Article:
- Allan Hunter
- 28 May 2018
Apparent prestige gives way to self-indulgence in a confusing and unconvincing French drama
Ismael's Ghosts has all the trappings of a prestigious French drama. Chosen to open the 2017 Cannes Film Festival, it marks the seventh collaboration between director Arnaud Desplechin and actor Mathieu Amalric and boasts a stellar cast led by Charlotte Gainsbourg and Marion Cotillard. What could possibly go wrong? Quite a lot, as it happens.
Desplechin offers a deliberately jumbled narrative, blurring fact and fantasy as he tells the tale of anguished filmmaker Ismael (Amalric). It is more than 21 years since his wife Carlotta (Cotillard) vanished without a trace. Ismael, and Carlotta's father Henri (László Szabó) have spent the time grieving her loss and coming to terms with the fact that they may never know what happened to her.
Struggling to finish a film inspired by the helter-skelter life of his diplomat (possibly spy) brother Ivan (Louis Garrel), Ismael meets astrophysicist Sylvia (Gainsbourg). It is the beginning of a meaningful relationship that proceeds quite happily until the day a strange woman walks towards Ismael's beach house claiming to be Carlotta.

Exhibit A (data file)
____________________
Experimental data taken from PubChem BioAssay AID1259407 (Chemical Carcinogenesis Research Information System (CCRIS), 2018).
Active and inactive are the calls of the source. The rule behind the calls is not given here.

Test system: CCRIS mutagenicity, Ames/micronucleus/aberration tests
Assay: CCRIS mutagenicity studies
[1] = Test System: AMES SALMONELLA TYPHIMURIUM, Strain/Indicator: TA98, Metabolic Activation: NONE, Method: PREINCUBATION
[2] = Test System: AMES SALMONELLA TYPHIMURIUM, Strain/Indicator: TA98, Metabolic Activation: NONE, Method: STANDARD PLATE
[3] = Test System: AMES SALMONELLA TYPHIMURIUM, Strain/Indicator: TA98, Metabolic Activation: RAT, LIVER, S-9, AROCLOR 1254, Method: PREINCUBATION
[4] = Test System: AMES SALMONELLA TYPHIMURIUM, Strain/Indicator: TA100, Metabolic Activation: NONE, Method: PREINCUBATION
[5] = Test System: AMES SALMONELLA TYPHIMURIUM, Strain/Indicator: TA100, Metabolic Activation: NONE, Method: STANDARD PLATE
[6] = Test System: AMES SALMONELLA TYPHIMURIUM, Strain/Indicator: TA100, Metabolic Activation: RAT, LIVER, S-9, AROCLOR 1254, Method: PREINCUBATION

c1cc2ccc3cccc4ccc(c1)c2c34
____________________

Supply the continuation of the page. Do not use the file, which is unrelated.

There are intriguing echoes of Hitchcock's Vertigo – from a lush score strongly reminiscent of Bernard Herrmann's work, to the character of Carlotta. The basic plot also has elements of Blithe Spirit (minus the farce), as Ismael is tormented by the ghosts of his past.
It is all very polished and well-crafted but grows increasingly hysterical and unconvincing. The multi-layered, non-linear, film-within-a-film approach to the narrative becomes confusing and pushes the film towards parody. The explanation for Carlotta's lengthy disappearance and current circumstances never chimes with the glamorous, glowing figure embodied by Cotillard. In the end, it all feels too much of a self-indulgence to take seriously.
Selected release from Fri 1 Jun.